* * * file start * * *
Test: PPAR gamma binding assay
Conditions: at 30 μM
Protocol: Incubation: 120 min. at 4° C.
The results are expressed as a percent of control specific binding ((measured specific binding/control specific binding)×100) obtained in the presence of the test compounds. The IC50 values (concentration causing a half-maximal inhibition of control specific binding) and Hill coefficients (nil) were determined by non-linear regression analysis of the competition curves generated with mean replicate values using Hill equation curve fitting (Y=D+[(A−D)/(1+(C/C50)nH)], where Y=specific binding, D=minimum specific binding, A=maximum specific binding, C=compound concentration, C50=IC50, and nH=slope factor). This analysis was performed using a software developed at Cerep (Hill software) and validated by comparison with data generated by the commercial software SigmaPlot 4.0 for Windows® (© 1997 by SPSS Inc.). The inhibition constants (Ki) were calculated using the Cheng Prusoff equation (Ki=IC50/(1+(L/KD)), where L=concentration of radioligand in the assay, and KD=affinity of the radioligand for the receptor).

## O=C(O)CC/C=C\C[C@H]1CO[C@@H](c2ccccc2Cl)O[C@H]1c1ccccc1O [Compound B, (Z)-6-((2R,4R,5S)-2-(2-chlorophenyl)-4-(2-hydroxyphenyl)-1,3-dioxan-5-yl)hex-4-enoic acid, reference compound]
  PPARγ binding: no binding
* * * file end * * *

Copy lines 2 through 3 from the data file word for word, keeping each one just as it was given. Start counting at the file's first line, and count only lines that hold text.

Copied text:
Conditions: at 30 μM
Protocol: Incubation: 120 min. at 4° C.